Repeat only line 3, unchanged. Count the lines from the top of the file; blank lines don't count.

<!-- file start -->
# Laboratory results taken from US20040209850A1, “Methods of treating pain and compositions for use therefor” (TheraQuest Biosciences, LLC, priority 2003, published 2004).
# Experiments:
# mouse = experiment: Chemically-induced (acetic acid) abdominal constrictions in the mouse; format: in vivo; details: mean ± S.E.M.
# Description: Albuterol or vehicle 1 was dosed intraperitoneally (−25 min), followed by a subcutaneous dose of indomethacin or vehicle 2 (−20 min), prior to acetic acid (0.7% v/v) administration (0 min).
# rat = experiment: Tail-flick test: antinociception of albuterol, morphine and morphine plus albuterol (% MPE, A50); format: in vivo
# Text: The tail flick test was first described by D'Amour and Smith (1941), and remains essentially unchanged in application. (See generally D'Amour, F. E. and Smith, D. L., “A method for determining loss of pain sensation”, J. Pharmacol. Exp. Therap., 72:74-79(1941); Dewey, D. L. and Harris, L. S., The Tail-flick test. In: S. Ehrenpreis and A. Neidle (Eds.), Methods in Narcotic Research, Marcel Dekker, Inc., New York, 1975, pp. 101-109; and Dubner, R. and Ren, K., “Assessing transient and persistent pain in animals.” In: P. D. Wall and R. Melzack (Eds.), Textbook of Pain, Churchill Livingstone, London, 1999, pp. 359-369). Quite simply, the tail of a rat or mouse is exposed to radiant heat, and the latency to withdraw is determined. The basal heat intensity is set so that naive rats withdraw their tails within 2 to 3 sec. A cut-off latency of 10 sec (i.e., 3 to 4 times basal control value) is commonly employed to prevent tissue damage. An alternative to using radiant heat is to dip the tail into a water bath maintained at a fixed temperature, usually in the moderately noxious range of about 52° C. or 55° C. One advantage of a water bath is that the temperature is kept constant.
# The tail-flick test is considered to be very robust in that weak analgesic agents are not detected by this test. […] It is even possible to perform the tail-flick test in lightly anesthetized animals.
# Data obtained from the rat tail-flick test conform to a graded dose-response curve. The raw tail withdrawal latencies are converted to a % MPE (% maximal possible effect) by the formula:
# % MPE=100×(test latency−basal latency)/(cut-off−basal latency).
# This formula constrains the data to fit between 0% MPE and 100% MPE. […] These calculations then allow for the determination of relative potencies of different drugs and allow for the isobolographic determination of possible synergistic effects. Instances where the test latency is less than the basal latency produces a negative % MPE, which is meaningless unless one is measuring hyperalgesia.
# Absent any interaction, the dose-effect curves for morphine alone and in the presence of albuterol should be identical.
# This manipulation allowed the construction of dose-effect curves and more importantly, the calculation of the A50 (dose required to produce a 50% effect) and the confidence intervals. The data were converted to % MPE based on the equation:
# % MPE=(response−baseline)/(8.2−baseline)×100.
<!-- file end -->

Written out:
# mouse = experiment: Chemically-induced (acetic acid) abdominal constrictions in the mouse; format: in vivo; details: mean ± S.E.M.